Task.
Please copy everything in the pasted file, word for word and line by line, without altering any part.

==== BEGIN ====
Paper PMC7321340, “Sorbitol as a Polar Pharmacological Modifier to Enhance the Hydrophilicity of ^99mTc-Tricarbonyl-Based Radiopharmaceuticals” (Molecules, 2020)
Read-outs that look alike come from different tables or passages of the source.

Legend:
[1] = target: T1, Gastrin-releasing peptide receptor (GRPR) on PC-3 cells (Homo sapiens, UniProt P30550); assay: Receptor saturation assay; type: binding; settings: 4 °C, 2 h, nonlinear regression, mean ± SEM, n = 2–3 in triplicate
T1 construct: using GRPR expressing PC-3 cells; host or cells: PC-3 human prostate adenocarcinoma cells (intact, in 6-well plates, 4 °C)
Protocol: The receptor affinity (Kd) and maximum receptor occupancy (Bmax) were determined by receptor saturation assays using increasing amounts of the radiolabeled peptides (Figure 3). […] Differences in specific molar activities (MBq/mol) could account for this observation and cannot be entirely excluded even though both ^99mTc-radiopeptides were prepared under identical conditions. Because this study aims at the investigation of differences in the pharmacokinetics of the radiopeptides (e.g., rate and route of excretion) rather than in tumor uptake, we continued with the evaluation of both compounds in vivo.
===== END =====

Paper PMC7321340, “Sorbitol as a Polar Pharmacological Modifier to Enhance the Hydrophilicity of ^99mTc-Tricarbonyl-Based Radiopharmaceuticals” (Molecules, 2020)
Read-outs that look alike come from different tables or passages of the source.

Legend:
[1] = target: T1, Gastrin-releasing peptide receptor (GRPR) on PC-3 cells (Homo sapiens, UniProt P30550); assay: Receptor saturation assay; type: binding; settings: 4 °C, 2 h, nonlinear regression, mean ± SEM, n = 2–3 in triplicate
T1 construct: using GRPR expressing PC-3 cells; host or cells: PC-3 human prostate adenocarcinoma cells (intact, in 6-well plates, 4 °C)
Protocol: The receptor affinity (Kd) and maximum receptor occupancy (Bmax) were determined by receptor saturation assays using increasing amounts of the radiolabeled peptides (Figure 3). […] Differences in specific molar activities (MBq/mol) could account for this observation and cannot be entirely excluded even though both ^99mTc-radiopeptides were prepared under identical conditions. Because this study aims at the investigation of differences in the pharmacokinetics of the radiopeptides (e.g., rate and route of excretion) rather than in tumor uptake, we continued with the evaluation of both compounds in vivo.